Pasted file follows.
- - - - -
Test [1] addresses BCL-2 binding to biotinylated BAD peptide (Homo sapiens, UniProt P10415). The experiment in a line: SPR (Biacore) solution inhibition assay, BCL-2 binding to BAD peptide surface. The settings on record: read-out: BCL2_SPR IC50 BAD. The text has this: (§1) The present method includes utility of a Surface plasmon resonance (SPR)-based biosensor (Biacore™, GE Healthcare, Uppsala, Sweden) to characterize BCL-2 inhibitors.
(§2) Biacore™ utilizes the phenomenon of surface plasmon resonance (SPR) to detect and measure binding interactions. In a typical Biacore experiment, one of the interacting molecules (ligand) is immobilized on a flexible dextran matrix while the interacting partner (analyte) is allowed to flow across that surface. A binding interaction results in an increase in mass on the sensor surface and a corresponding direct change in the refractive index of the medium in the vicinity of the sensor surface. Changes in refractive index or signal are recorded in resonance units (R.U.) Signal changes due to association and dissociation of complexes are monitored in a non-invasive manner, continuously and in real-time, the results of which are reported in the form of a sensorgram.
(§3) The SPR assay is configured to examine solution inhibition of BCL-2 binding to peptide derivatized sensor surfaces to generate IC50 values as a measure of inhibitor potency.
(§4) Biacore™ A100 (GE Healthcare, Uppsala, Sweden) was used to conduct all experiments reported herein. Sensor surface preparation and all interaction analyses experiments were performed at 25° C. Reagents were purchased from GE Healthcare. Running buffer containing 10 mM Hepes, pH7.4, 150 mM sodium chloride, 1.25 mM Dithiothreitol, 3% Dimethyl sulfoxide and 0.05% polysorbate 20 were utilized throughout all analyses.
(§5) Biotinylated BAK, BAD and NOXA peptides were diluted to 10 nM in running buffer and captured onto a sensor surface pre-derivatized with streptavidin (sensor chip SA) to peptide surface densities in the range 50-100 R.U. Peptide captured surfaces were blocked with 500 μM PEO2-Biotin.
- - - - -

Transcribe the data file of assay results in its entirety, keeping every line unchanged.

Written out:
Test [1] addresses BCL-2 binding to biotinylated BAD peptide (Homo sapiens, UniProt P10415). The experiment in a line: SPR (Biacore) solution inhibition assay, BCL-2 binding to BAD peptide surface. The settings on record: read-out: BCL2_SPR IC50 BAD. The text has this: (§1) The present method includes utility of a Surface plasmon resonance (SPR)-based biosensor (Biacore™, GE Healthcare, Uppsala, Sweden) to characterize BCL-2 inhibitors.
(§2) Biacore™ utilizes the phenomenon of surface plasmon resonance (SPR) to detect and measure binding interactions. In a typical Biacore experiment, one of the interacting molecules (ligand) is immobilized on a flexible dextran matrix while the interacting partner (analyte) is allowed to flow across that surface. A binding interaction results in an increase in mass on the sensor surface and a corresponding direct change in the refractive index of the medium in the vicinity of the sensor surface. Changes in refractive index or signal are recorded in resonance units (R.U.) Signal changes due to association and dissociation of complexes are monitored in a non-invasive manner, continuously and in real-time, the results of which are reported in the form of a sensorgram.
(§3) The SPR assay is configured to examine solution inhibition of BCL-2 binding to peptide derivatized sensor surfaces to generate IC50 values as a measure of inhibitor potency.
(§4) Biacore™ A100 (GE Healthcare, Uppsala, Sweden) was used to conduct all experiments reported herein. Sensor surface preparation and all interaction analyses experiments were performed at 25° C. Reagents were purchased from GE Healthcare. Running buffer containing 10 mM Hepes, pH7.4, 150 mM sodium chloride, 1.25 mM Dithiothreitol, 3% Dimethyl sulfoxide and 0.05% polysorbate 20 were utilized throughout all analyses.
(§5) Biotinylated BAK, BAD and NOXA peptides were diluted to 10 nM in running buffer and captured onto a sensor surface pre-derivatized with streptavidin (sensor chip SA) to peptide surface densities in the range 50-100 R.U. Peptide captured surfaces were blocked with 500 μM PEO2-Biotin.